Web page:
LAGUNA BEACH, Calif. (TheStreet) -- John Buckingham, manager of the Al Frank Dividend Value Fund (VALDX) , says technology companies Intel (INTC) - Get Report, Microsoft (MSFT) - Get Report and IBM (IBM) - Get Report offer cheap shares and strong profit potential.

The $17 million fund, which garners three stars from

Morningstar

(MORN) - Get Report

, has returned 45% during the past year. During the past three years, the large cap value fund has lost an average of 8.3% annually, better than half of its Morningstar peers.

Welcome to

TheStreet's

Fund Manager Five Spot, where America's top mutual fund managers give their best stock picks in five fast and furious questions.

Are you a bull or bear?

Buckingham:

For those who share our long-term time horizon, we are bullish, though our optimism is tempered by the massive rebound seen over the past 11-plus months and the uneven pace of the economic recovery, not to mention the concerns about the massive budget deficit. That being said, our bullish stance is supported by the current interest rate picture, which we continue to read as favoring stronger equity allocations.

The economy also has shown signs of recovery. Corporate profit margins have strengthened, with earnings beating expectations in the last few quarters at an even better than usual clip. Merger and acquisition activity has also picked up, another sign that the financial markets have returned to more normal operation. Significant monetary and fiscal stimulus, a "leaner" corporate America, the inevitable resumption of global growth and the mountain of cash on the sidelines will present opportunities for the three-to-five-year prospects for the brand of undervalued stocks we seek in particular.

What is your top stock pick?

Buckingham:

We think that dividend-oriented investors may be overlooking one of our favorite names,

Diamond Offshore Drilling

(DO) - Get Report

TheStreet Recommends

, a leader in deepwater drilling and a provider of contract drilling services around the globe. Diamond pays a regular 12.5-cent quarterly dividend, which would suggest a paltry yield for an $85 stock, but the company regularly pays special dividends, the latest equaling $1.88. In fact, the total payout has been $2 per share in each of the last six quarters as earnings have been robust enough to support the generous dividend policy.

With profits likely to remain near current levels for at least the next several years, we see little risk of a significant cut in the dividend, with the $8 per share that was doled out in 2009 likely to be repeated this year and next. An inexpensive valuation and an effective yield of more than 9% is an attractive combination.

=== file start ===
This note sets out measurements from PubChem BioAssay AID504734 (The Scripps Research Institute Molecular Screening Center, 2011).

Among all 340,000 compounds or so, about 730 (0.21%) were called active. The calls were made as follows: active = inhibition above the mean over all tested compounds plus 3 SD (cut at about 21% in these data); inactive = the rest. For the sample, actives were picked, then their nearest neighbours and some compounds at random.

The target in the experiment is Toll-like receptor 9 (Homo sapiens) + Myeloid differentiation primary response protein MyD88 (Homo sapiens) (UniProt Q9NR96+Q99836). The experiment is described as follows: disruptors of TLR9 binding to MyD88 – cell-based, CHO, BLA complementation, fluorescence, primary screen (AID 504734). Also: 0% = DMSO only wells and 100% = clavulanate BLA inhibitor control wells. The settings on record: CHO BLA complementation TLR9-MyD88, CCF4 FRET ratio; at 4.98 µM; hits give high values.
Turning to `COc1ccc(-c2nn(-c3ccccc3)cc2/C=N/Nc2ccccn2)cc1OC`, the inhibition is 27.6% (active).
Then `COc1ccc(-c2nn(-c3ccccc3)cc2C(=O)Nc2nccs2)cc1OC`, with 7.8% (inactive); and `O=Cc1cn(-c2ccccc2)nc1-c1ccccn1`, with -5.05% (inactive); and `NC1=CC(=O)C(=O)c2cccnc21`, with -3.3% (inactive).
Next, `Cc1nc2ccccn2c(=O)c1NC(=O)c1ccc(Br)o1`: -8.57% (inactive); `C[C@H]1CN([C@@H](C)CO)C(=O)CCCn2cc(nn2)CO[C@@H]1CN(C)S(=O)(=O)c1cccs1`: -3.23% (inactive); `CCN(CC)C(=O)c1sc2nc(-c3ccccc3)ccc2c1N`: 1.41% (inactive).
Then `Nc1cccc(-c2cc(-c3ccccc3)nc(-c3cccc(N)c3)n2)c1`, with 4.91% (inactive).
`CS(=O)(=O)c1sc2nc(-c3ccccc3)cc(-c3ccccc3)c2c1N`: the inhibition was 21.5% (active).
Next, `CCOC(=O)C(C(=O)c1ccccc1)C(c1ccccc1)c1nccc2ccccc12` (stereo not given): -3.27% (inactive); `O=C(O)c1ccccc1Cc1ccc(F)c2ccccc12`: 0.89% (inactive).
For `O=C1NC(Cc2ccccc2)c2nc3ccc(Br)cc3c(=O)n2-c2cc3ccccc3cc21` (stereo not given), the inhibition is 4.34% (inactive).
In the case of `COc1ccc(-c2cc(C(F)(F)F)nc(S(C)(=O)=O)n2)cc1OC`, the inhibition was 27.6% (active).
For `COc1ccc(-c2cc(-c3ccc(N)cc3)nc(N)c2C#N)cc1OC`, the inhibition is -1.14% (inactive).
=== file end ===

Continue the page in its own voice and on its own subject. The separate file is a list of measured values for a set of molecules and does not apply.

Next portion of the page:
What is your favorite "sleeper" stock?

Buckingham:

Chemical- based pharma specialist

Aceto

(ACET)

continues its successful international expansion and now derives more than a third of revenue from overseas markets. Opportunities for growth abroad, recent aggressive cost-cutting initiatives, continued brand-building efforts, a 4% dividend yield, a solid balance sheet with nearly $2 per share in cash and book value of more than $5 per share leave our fair valuation far above the stock's current price.

What is your favorite sector?

Buckingham:

While we believe in broad portfolio diversification and we do not make big bets on any one stock, industry or sector, we are favorably disposed to the technology sector as balance sheets are strong, profit growth potential is above average and valuations are generally attractive. Favored names in the large-cap area include Intel, Microsoft and IBM.

What sector would you avoid right now?

Buckingham:

We do not have any sectors that we would shun at the present time, though we are light in our exposure to utilities as valuations are generally not compelling, despite handsome dividend yields.

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Reported by Gregg Greenberg in New York

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Before joining TheStreet.com, Gregg Greenberg was a writer and segment producer for CNBC's Closing Bell. He previously worked at FleetBoston and Lehman Brothers in their Private Client Services divisions, covering high net-worth individuals and midsize hedge funds. Greenberg attended New York University's School of Business and Economic Reporting. He also has an M.B.A. from Cornell University's Johnson School of Business, and a B.A. in history from Amherst College.